Skip to main content

Dance of the Heyoka

Oscar Howe, Dance of the Heyoka, c. 1954 (detail). Watercolor on paper. Collection of the Philbrook Museum of Art, Tulsa, Oklahoma. Museum purchase, 1954.12. © 2019 by permission of the Oscar Howe Family.
Oscar Howe, Dance of the Heyoka, c. 1954 (detail). Watercolor on paper. Philbrook Museum of Art, Tulsa, Oklahoma. Museum purchase, 1954.12. © 2019 by permission of the Oscar Howe Family.

In this episode of the Nasher Museum Podcast, you’re listening to Jenny Tone Pah-Hote, a member of the Kiowa Tribe of Oklahoma. She is associate professor of American Studies at the University of North Carolina at Chapel Hill and author of Crafting an Indigenous Nation:  Kiowa Expressive Culture in the Progressive Era (UNC-Press, 2019). She sees the work of Oscar Howe as a fitting starting point in Art for a New Understanding: Native Voices, 1950s to Now, the first exhibition to chart the development of contemporary Indigenous art in the United States and Canada.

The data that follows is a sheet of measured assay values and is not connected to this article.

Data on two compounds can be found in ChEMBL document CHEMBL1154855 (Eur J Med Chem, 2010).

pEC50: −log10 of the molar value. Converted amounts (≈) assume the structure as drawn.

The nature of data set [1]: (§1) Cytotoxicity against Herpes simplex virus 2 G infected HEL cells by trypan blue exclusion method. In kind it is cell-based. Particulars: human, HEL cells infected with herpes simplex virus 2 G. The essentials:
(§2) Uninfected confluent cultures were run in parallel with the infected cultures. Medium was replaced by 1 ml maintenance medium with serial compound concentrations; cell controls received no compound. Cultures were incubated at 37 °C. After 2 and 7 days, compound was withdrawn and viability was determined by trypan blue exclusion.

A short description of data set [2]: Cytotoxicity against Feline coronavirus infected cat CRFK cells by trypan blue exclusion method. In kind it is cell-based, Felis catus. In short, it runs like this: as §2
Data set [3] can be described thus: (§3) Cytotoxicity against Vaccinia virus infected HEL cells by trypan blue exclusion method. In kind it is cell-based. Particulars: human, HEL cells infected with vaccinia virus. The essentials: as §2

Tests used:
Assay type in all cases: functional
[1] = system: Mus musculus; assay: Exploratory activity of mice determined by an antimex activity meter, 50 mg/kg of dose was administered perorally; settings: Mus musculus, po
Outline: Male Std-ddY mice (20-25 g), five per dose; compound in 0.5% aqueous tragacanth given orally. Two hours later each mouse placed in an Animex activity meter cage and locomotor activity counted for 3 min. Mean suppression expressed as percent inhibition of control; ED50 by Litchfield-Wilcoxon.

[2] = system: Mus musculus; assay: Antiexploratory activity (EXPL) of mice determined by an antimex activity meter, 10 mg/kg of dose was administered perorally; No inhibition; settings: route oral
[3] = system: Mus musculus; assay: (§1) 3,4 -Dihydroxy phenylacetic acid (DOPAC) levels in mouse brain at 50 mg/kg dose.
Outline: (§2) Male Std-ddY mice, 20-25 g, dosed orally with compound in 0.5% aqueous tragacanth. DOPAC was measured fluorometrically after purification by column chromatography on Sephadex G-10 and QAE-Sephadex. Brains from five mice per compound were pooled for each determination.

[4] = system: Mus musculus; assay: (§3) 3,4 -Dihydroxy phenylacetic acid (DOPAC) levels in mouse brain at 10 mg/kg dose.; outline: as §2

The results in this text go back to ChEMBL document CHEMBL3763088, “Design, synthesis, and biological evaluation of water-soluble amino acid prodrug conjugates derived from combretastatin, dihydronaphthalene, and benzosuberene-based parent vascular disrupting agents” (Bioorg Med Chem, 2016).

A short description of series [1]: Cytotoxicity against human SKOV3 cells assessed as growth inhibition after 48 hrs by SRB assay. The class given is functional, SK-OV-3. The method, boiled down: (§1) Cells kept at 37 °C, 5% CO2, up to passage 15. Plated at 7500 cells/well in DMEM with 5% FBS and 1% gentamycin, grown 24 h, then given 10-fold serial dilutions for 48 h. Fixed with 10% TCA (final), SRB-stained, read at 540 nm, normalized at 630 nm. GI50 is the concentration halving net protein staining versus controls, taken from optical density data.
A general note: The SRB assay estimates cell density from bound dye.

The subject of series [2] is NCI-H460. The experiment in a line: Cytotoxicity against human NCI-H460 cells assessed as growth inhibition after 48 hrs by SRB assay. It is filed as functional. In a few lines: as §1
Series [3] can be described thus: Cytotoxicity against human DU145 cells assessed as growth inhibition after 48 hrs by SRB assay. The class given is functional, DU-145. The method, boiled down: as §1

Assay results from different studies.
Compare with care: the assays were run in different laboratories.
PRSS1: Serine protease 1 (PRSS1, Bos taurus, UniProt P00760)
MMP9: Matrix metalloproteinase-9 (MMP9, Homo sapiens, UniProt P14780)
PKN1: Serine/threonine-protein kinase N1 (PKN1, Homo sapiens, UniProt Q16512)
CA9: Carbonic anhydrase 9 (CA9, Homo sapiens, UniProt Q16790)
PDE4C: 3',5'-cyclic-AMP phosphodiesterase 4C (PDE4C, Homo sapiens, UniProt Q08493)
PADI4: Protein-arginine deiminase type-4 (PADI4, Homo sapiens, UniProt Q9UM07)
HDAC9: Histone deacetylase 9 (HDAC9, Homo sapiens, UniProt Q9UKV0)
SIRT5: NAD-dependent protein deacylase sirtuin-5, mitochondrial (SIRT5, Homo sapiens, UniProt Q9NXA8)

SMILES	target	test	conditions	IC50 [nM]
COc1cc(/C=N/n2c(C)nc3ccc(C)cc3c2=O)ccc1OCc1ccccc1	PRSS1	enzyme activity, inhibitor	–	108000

Share on Facebook Share on Twitter

The health and safety of our community is our top priority. In accordance with Duke University, the museum is closed to visitors until further notice. The café and store are closed. Find updates and the latest information on Duke’s Coronavirus Response website.